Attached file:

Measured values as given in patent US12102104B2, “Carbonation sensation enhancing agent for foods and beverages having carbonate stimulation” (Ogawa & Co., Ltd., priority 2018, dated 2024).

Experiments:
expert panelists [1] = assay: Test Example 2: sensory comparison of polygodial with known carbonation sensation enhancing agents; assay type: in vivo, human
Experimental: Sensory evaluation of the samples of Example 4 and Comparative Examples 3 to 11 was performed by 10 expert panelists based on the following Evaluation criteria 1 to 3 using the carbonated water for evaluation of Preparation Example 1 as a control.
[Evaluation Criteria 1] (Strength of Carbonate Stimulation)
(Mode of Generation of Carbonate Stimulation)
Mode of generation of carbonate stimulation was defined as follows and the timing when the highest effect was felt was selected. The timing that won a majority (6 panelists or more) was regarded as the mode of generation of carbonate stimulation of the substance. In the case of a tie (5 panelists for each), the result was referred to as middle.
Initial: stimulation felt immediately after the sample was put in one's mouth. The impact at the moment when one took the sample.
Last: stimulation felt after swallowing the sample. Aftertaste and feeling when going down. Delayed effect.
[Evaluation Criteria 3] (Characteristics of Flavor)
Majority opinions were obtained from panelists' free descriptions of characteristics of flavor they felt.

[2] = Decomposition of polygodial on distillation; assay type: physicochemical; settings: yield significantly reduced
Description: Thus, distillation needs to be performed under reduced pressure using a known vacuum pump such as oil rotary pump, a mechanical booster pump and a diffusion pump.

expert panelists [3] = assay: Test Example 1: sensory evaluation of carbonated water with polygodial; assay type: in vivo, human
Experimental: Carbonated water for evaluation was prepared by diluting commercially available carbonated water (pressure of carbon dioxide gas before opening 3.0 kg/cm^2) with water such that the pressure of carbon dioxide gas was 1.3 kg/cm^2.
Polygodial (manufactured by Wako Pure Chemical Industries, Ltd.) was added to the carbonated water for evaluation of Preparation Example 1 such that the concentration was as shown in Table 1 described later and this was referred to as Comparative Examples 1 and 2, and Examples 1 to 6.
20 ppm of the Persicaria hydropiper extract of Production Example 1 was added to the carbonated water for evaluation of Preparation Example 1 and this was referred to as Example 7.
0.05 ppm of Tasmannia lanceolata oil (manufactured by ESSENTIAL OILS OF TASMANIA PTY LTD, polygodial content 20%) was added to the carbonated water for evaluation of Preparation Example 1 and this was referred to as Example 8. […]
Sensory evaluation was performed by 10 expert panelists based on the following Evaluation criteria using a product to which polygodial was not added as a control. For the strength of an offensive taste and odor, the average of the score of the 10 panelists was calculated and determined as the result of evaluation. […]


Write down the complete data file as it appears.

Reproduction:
Measured values as given in patent US12102104B2, “Carbonation sensation enhancing agent for foods and beverages having carbonate stimulation” (Ogawa & Co., Ltd., priority 2018, dated 2024).

Experiments:
expert panelists [1] = assay: Test Example 2: sensory comparison of polygodial with known carbonation sensation enhancing agents; assay type: in vivo, human
Experimental: Sensory evaluation of the samples of Example 4 and Comparative Examples 3 to 11 was performed by 10 expert panelists based on the following Evaluation criteria 1 to 3 using the carbonated water for evaluation of Preparation Example 1 as a control.
[Evaluation Criteria 1] (Strength of Carbonate Stimulation)
(Mode of Generation of Carbonate Stimulation)
Mode of generation of carbonate stimulation was defined as follows and the timing when the highest effect was felt was selected. The timing that won a majority (6 panelists or more) was regarded as the mode of generation of carbonate stimulation of the substance. In the case of a tie (5 panelists for each), the result was referred to as middle.
Initial: stimulation felt immediately after the sample was put in one's mouth. The impact at the moment when one took the sample.
Last: stimulation felt after swallowing the sample. Aftertaste and feeling when going down. Delayed effect.
[Evaluation Criteria 3] (Characteristics of Flavor)
Majority opinions were obtained from panelists' free descriptions of characteristics of flavor they felt.

[2] = Decomposition of polygodial on distillation; assay type: physicochemical; settings: yield significantly reduced
Description: Thus, distillation needs to be performed under reduced pressure using a known vacuum pump such as oil rotary pump, a mechanical booster pump and a diffusion pump.

expert panelists [3] = assay: Test Example 1: sensory evaluation of carbonated water with polygodial; assay type: in vivo, human
Experimental: Carbonated water for evaluation was prepared by diluting commercially available carbonated water (pressure of carbon dioxide gas before opening 3.0 kg/cm^2) with water such that the pressure of carbon dioxide gas was 1.3 kg/cm^2.
Polygodial (manufactured by Wako Pure Chemical Industries, Ltd.) was added to the carbonated water for evaluation of Preparation Example 1 such that the concentration was as shown in Table 1 described later and this was referred to as Comparative Examples 1 and 2, and Examples 1 to 6.
20 ppm of the Persicaria hydropiper extract of Production Example 1 was added to the carbonated water for evaluation of Preparation Example 1 and this was referred to as Example 7.
0.05 ppm of Tasmannia lanceolata oil (manufactured by ESSENTIAL OILS OF TASMANIA PTY LTD, polygodial content 20%) was added to the carbonated water for evaluation of Preparation Example 1 and this was referred to as Example 8. […]
Sensory evaluation was performed by 10 expert panelists based on the following Evaluation criteria using a product to which polygodial was not added as a control. For the strength of an offensive taste and odor, the average of the score of the 10 panelists was calculated and determined as the result of evaluation. […]